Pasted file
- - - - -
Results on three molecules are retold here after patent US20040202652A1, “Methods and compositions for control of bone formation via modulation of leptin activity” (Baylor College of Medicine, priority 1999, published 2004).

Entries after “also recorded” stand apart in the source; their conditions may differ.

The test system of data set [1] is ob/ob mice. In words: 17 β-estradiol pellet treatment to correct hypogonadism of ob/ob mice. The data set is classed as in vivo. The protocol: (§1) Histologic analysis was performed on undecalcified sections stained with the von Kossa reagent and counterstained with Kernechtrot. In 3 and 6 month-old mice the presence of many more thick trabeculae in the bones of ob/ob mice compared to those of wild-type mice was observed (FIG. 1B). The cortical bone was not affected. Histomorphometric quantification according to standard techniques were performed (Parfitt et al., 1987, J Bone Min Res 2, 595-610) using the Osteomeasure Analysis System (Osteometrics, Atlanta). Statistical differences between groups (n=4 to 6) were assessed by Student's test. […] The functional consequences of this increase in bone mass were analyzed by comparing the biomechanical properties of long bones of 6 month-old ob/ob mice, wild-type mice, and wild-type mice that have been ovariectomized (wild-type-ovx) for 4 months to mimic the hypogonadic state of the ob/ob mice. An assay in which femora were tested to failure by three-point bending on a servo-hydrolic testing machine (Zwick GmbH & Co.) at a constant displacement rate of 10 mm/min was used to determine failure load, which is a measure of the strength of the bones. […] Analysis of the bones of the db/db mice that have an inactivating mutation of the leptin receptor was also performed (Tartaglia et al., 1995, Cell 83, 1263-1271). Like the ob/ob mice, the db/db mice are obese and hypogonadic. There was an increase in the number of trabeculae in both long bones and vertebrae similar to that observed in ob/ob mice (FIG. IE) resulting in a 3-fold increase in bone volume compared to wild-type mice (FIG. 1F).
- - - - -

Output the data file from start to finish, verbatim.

Results on three molecules are retold here after patent US20040202652A1, “Methods and compositions for control of bone formation via modulation of leptin activity” (Baylor College of Medicine, priority 1999, published 2004).

Entries after “also recorded” stand apart in the source; their conditions may differ.

The test system of data set [1] is ob/ob mice. In words: 17 β-estradiol pellet treatment to correct hypogonadism of ob/ob mice. The data set is classed as in vivo. The protocol: (§1) Histologic analysis was performed on undecalcified sections stained with the von Kossa reagent and counterstained with Kernechtrot. In 3 and 6 month-old mice the presence of many more thick trabeculae in the bones of ob/ob mice compared to those of wild-type mice was observed (FIG. 1B). The cortical bone was not affected. Histomorphometric quantification according to standard techniques were performed (Parfitt et al., 1987, J Bone Min Res 2, 595-610) using the Osteomeasure Analysis System (Osteometrics, Atlanta). Statistical differences between groups (n=4 to 6) were assessed by Student's test. […] The functional consequences of this increase in bone mass were analyzed by comparing the biomechanical properties of long bones of 6 month-old ob/ob mice, wild-type mice, and wild-type mice that have been ovariectomized (wild-type-ovx) for 4 months to mimic the hypogonadic state of the ob/ob mice. An assay in which femora were tested to failure by three-point bending on a servo-hydrolic testing machine (Zwick GmbH & Co.) at a constant displacement rate of 10 mm/min was used to determine failure load, which is a measure of the strength of the bones. […] Analysis of the bones of the db/db mice that have an inactivating mutation of the leptin receptor was also performed (Tartaglia et al., 1995, Cell 83, 1263-1271). Like the ob/ob mice, the db/db mice are obese and hypogonadic. There was an increase in the number of trabeculae in both long bones and vertebrae similar to that observed in ob/ob mice (FIG. IE) resulting in a 3-fold increase in bone volume compared to wild-type mice (FIG. 1F).